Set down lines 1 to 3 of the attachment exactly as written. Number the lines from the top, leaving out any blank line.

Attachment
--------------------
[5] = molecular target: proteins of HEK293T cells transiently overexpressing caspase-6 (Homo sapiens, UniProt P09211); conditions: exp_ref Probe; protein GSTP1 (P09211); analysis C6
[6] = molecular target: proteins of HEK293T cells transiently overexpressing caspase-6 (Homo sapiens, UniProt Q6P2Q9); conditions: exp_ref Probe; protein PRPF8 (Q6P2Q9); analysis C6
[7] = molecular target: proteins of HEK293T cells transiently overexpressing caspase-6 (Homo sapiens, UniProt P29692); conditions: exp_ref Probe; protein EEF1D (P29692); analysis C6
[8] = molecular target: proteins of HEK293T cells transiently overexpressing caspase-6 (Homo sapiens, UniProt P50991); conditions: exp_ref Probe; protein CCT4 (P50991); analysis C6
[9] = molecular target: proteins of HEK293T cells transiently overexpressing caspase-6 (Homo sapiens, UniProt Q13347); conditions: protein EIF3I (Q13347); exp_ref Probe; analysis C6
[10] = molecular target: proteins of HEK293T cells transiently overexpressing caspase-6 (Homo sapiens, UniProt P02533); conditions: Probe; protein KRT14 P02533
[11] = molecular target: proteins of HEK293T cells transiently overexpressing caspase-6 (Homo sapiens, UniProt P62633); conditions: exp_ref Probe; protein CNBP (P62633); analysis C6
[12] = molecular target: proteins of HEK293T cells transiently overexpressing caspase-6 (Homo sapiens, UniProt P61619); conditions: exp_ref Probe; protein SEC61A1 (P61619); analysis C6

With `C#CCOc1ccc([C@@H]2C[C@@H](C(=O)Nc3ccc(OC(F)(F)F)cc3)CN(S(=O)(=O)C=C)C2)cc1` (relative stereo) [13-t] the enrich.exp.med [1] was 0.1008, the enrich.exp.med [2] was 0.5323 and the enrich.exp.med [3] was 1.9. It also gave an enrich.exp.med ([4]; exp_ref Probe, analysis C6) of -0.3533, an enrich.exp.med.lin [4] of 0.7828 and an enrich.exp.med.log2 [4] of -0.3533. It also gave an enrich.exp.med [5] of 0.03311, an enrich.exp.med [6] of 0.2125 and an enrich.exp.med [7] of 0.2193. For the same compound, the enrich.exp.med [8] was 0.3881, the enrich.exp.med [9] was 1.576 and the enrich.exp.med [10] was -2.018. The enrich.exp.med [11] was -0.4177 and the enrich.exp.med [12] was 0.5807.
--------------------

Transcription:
[5] = molecular target: proteins of HEK293T cells transiently overexpressing caspase-6 (Homo sapiens, UniProt P09211); conditions: exp_ref Probe; protein GSTP1 (P09211); analysis C6
[6] = molecular target: proteins of HEK293T cells transiently overexpressing caspase-6 (Homo sapiens, UniProt Q6P2Q9); conditions: exp_ref Probe; protein PRPF8 (Q6P2Q9); analysis C6
[7] = molecular target: proteins of HEK293T cells transiently overexpressing caspase-6 (Homo sapiens, UniProt P29692); conditions: exp_ref Probe; protein EEF1D (P29692); analysis C6